Under the supervision of Perez de Cuellar, the UN Peacekeepers received the Nobel Peace Prize in 1988.
It was under the watch of Perez de Cuellar that massive United Nations aid efforts unfolded along the border of Cambodia and Thailand to assist refugees of the conflict between Cambodia and Vietnam. After 11 years of war, with the involvement of the Security Council, an agreement between the parties of the conflict was signed in October of 1991.
Near the end of his second term, Javier Perez de Cuellar instigated efforts for the United Nations to focus on the establishment of a covenant between humankind and the environment. Conferences on climate change were held. This began the entirely new concept within the UN, of sustainable development.
Mr. Perez de Cuellar's second term as Secretary General concluded in January 1992. In his concluding report in December of 1991, on the work of the United Nations, Perez De Cuellar stated,
"Peace has won victories on several fronts.... New vistas are opening for States to work together in a manner they did not do before. The earlier posture of aloofness and reserve towards the Organization has been replaced by more ardent participation in its endeavors. An era of law and justice may not be around the corner but the United Nations has defined the direction.... Today there are far more solid grounds for hope than there are reasons for frustration and fear. The hope arises both from the enduring relevance of the philosophy of the Charter and from the vastly strengthened credentials of the Organization. My credo is anchored in that philosophy and it will remain so. With its return from the doldrums, and with its role no longer peripheral, the United Nations has come nearer to the vision of its Charter. Everyone who contributed to the process is entitled to a measure of exultation and I, for my part, to a feeling of fulfillment. I profoundly appreciate the confidence placed in me through this testing phase of international affairs. I close on that note of faith and gratitude."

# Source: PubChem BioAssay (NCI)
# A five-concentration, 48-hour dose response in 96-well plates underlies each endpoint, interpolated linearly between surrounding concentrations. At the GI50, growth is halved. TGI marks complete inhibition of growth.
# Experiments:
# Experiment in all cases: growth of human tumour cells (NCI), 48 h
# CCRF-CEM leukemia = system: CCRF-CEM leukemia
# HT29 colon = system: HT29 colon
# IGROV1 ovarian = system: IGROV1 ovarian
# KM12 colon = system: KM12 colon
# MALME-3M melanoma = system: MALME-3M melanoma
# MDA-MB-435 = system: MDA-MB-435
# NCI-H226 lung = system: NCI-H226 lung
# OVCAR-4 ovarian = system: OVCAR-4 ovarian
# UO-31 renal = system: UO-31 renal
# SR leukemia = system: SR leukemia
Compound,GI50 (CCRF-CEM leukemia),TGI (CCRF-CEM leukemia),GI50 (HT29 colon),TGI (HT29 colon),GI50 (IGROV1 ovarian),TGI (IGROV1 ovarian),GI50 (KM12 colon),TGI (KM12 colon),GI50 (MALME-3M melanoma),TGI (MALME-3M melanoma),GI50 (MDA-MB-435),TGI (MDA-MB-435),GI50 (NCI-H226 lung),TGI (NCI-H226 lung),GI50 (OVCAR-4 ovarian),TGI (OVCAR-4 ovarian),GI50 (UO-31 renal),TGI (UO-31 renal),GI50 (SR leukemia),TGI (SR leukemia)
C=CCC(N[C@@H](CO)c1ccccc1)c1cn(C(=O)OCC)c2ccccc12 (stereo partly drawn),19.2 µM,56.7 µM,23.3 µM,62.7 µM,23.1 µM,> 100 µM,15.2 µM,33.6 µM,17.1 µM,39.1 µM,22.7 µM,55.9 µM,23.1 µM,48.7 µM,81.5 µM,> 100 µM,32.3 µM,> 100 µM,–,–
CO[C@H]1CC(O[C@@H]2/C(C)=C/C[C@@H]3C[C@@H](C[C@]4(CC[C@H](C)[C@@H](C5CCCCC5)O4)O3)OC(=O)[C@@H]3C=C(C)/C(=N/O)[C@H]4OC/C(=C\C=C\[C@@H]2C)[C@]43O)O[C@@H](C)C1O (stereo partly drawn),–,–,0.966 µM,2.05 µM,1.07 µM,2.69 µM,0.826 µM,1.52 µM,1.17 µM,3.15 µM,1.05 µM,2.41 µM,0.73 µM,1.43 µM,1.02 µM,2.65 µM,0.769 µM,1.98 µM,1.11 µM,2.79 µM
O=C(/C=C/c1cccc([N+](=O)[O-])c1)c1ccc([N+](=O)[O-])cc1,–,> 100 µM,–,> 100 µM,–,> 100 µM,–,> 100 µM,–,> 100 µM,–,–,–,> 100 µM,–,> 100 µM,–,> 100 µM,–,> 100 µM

In light of all the ways that the United Nations was active and successful in the decade that Secretary General Javier Perez de Cuellar was shepherding the organization, his dedication to peace, and his leadership effected these many accomplishments.
Post UN Career
In 1995, Perez de Cuellar ran unsuccessfully against Alberto Fujimori for President of Peru. He was President of the Council of Ministers, as well as Minister of Foreign Affairs in Peru from November 2000 until July 2001, during the turbulent period following Fujimori's resignation over corruption charges.
In September 2004, he stepped down from his position as Peru's Ambassador to France. In retirement, he continues to reside in France.
In the course of his career, Javier Perez de Cuellar received honors from twenty five different countries.
- Prince of Asturias Prize for promotion of Ibero-American cooperation in October of 1987.
- Olof Palme Prize for International Understanding of Common Security by the Olof Palme Memorial Fund in January 1989.
- Nehru Award for International Understanding in February 1989.
- Medal of Freedom from the United States President George H.W. Bush, the highest civilian award given in the United States in 1991.
- In addition, Perez de Cuellar received honorary doctorate degrees from twenty one different universities around the world.
- Cuéllar, Javier Pérez de. Pilgrimage for peace: a secretary general's memoir. NY: St. Martin's Press, 1997. ISBN 9780312164867
- Cuéllar, Javier Pérez de. Equal and inalienable rights.... London: Amnesty International, 1989.
- Lankevich, George J. The United Nations under Javier Perez de Cuellar. Lanham, MD; London: Scarecrow, 2001. ISBN 9780810837027
- Official U.N.S.G biography Retrieved November 19, 2007.
- Perez de Cuellar Biography Retrieved November 19, 2007.
- Biography and Tribute Retrieved November 19, 2007.
- Progress on International Issues 1982-1991 Retrieved November 19, 2007.